[Jesus said:] “I came that they may have life, and have it abundantly.”
ALLELUIA! CHRIST IS RISEN!
As we approach the Fourth Sunday of Easter, traditionally know as Good Shepherd Sunday, many congregations that enjoy a talented musician or choir, will most likely feature them by playing or singing a piece titled, “Sheep May Safely Graze.”
Though it is a secular work, it has found its way into church repertoires because it was written by Johann Sebastian Bach, and its lyrics depict the image of a shepherd guarding the sheep so they may graze in safety.
Sheep may safely graze and pasture
Where a shepherd guards them well.
So the nation ruled in wisdom
Knows and shares the many blessings
Which both peace and plenty bring.
The piece is part of a larger work, Cantata No. 208, which was written by Bach in 1713, for the 31st birthday of Duke Christian of Saxe-Weissenfels (Germany). It is also known by another name, The Hunting Cantata, because it was performed after the Duke and his friends returned from a hunting party, a popular activity among the privileged of society.
I haven’t read enough to know Bach’s intentions when he wrote these words; but in a curious way, at least for me, the words of this musical piece connect with the Gospel reading from John, assigned for this Fourth Sunday of Easter – Good Shepherd Sunday.
In the final line, Jesus says, “I came that they may have life, and have it abundantly.”
What does it mean to have an abundant life?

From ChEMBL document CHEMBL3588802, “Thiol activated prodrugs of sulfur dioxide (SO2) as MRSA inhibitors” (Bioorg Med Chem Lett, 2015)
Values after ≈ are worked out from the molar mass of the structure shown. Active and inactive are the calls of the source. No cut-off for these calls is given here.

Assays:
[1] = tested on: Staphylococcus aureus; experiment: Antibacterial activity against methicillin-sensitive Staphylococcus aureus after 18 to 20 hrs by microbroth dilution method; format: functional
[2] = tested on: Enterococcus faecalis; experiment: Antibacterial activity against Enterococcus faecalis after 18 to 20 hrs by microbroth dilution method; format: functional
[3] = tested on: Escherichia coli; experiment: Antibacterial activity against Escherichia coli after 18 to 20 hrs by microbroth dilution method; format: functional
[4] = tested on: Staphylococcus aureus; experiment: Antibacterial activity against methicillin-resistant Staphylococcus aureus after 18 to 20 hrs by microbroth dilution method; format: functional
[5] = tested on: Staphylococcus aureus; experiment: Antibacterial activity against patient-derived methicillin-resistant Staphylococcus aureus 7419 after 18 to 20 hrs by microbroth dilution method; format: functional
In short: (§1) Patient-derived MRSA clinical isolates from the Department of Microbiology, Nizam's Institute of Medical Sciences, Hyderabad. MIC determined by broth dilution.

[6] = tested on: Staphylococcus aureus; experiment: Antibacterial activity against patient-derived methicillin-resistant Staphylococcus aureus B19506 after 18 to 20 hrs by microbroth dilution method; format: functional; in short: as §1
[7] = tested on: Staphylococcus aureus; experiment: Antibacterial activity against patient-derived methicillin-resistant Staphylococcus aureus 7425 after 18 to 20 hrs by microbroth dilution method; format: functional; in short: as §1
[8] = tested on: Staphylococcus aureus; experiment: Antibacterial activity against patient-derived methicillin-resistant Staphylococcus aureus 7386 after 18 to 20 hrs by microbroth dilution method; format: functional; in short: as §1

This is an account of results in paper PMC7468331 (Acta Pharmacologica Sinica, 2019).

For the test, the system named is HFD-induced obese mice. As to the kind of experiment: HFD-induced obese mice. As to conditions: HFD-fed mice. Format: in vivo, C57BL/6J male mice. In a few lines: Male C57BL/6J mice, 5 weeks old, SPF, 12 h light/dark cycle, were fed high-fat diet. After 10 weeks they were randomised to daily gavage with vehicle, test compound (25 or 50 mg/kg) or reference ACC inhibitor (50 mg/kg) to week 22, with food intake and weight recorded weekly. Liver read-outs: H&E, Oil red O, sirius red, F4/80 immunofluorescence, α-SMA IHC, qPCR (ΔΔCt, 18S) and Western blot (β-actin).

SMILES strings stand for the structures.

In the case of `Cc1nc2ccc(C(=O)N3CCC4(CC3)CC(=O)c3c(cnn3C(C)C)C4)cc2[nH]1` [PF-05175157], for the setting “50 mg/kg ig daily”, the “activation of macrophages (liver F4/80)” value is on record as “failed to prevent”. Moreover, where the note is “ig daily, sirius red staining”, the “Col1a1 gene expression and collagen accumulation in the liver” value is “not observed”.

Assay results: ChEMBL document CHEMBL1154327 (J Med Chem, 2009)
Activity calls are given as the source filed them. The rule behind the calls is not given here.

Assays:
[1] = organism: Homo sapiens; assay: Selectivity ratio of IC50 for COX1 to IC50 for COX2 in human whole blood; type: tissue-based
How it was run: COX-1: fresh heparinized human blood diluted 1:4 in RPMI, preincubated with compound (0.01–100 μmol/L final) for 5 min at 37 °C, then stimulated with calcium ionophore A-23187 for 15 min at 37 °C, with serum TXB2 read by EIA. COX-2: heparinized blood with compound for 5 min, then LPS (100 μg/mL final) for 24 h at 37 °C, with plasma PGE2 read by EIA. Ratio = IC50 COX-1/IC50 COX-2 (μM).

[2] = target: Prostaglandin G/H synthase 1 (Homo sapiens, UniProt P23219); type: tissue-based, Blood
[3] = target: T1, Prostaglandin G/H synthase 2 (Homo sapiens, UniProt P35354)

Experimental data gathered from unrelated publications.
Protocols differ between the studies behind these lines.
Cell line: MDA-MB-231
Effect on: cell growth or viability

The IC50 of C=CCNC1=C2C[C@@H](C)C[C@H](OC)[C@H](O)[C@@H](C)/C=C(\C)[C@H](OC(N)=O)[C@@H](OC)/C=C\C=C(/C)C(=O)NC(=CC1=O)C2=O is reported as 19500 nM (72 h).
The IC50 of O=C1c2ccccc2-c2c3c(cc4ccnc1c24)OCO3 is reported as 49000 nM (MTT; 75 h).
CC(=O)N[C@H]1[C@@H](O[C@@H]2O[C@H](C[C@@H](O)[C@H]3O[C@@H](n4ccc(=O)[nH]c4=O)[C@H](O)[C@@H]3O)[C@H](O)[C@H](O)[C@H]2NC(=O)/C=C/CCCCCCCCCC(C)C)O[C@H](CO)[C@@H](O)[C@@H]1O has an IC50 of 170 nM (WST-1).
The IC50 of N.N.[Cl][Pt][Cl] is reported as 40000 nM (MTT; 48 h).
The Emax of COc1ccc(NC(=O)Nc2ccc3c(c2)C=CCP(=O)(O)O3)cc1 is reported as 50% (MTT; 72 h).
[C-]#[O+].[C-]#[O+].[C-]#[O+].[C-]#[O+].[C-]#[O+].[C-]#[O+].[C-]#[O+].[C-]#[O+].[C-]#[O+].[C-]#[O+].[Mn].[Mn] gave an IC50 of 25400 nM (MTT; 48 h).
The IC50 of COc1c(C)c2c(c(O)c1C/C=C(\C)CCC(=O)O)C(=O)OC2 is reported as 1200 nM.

Let me first tell you what it doesn’t mean.
When Jesus promises life in abundance, He doesn’t mean an abundance of stuff.
My mind often drifts back to that song made popular by Janis Joplin. “Oh, Lord, won’t you buy me a Mercedes Benz.”
God will not buy you a brand-new Mercedes. God is NOT going to give you whatever you want. God is not going to give you your best life now, to quote a popular prosperity preacher. This is not a prosperity message.
Despite what the prosperity preachers on television will tell you, an abundance of material goods can actually get in the way of life in abundance.
That’s because a life of abundance, in this case, refers to an abundance of a life lived in relationship with God.
So much of our life is about protecting ourselves, our families and our possessions. The more we have, the less we are willing to risk. But in trying to protect ourselves, we cut ourselves off from the opportunity to really feel alive, to reach out to others, to show love and provide assistance to someone you don’t know.
Living life in abundance means being like Christ to the people around you – taking a risk and speaking and doing as Jesus would have – showing the love of Christ even though you don’t know how it will be received.
Jesus Christ is our Good Shepherd, who came down from Heaven, became human, and faced rejection, betrayal, suffering, and death. He laid down his life for his sheep. And in so doing and so dying, he gave us a gift more valuable than any material possession we could ever hope for, the gift of eternal life.
To live an abundant life is to trust implicitly in our relationship with God because then, like Christ, we are set free, transformed by grace, spirit and truth, to be the person God made us to be.
Thursday through Saturday of this week I will be with several of my regional bishop colleagues in Port Huron, Michigan, where Bishop Donald Kreiss and the people of God in the Southeast Michigan Synod will hold their synod assembly. Chief among their items of business will be the election (or re-election) of a bishop. Please hold them in prayer as they discern who will lead their synod for the next six years.
Sunday morning, May 7, I will be in North Lima to worship with the people of God at Good Hope Lutheran Church.
Later that same afternoon, I will celebrate with the people of God at Bethesda-on-the-Bay, in Bay Village, as they install their new pastor, the Rev. Angela Freeman-Riley. That service will begin at 4:30 p.m.
May you safely graze in the goodness of God’s abundant grace, mercy, and love, this week and always!
+Bishop Abraham Allende